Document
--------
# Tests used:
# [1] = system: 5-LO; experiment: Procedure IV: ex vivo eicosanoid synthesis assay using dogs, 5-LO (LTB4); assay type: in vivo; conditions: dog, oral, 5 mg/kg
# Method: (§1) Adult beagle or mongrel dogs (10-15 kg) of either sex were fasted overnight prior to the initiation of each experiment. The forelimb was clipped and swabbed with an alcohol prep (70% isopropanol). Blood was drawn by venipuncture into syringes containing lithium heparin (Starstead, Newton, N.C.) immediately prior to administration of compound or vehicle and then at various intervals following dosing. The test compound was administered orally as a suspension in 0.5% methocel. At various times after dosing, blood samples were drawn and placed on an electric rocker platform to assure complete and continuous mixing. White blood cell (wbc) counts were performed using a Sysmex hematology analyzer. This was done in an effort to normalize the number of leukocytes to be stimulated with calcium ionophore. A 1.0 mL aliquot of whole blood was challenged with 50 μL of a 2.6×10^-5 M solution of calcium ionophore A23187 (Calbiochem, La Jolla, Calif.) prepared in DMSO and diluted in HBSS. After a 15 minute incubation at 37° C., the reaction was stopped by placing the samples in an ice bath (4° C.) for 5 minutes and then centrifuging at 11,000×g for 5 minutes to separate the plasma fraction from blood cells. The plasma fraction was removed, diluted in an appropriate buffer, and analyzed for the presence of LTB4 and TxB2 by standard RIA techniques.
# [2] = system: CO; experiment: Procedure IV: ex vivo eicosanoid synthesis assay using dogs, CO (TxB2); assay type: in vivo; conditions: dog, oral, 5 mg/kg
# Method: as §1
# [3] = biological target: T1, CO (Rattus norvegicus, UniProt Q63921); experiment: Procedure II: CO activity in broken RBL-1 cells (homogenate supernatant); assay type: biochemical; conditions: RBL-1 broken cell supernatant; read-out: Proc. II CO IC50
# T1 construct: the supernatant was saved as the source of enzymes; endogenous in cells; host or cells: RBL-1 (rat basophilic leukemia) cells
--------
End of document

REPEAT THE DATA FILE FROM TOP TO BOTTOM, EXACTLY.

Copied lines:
# Tests used:
# [1] = system: 5-LO; experiment: Procedure IV: ex vivo eicosanoid synthesis assay using dogs, 5-LO (LTB4); assay type: in vivo; conditions: dog, oral, 5 mg/kg
# Method: (§1) Adult beagle or mongrel dogs (10-15 kg) of either sex were fasted overnight prior to the initiation of each experiment. The forelimb was clipped and swabbed with an alcohol prep (70% isopropanol). Blood was drawn by venipuncture into syringes containing lithium heparin (Starstead, Newton, N.C.) immediately prior to administration of compound or vehicle and then at various intervals following dosing. The test compound was administered orally as a suspension in 0.5% methocel. At various times after dosing, blood samples were drawn and placed on an electric rocker platform to assure complete and continuous mixing. White blood cell (wbc) counts were performed using a Sysmex hematology analyzer. This was done in an effort to normalize the number of leukocytes to be stimulated with calcium ionophore. A 1.0 mL aliquot of whole blood was challenged with 50 μL of a 2.6×10^-5 M solution of calcium ionophore A23187 (Calbiochem, La Jolla, Calif.) prepared in DMSO and diluted in HBSS. After a 15 minute incubation at 37° C., the reaction was stopped by placing the samples in an ice bath (4° C.) for 5 minutes and then centrifuging at 11,000×g for 5 minutes to separate the plasma fraction from blood cells. The plasma fraction was removed, diluted in an appropriate buffer, and analyzed for the presence of LTB4 and TxB2 by standard RIA techniques.
# [2] = system: CO; experiment: Procedure IV: ex vivo eicosanoid synthesis assay using dogs, CO (TxB2); assay type: in vivo; conditions: dog, oral, 5 mg/kg
# Method: as §1
# [3] = biological target: T1, CO (Rattus norvegicus, UniProt Q63921); experiment: Procedure II: CO activity in broken RBL-1 cells (homogenate supernatant); assay type: biochemical; conditions: RBL-1 broken cell supernatant; read-out: Proc. II CO IC50
# T1 construct: the supernatant was saved as the source of enzymes; endogenous in cells; host or cells: RBL-1 (rat basophilic leukemia) cells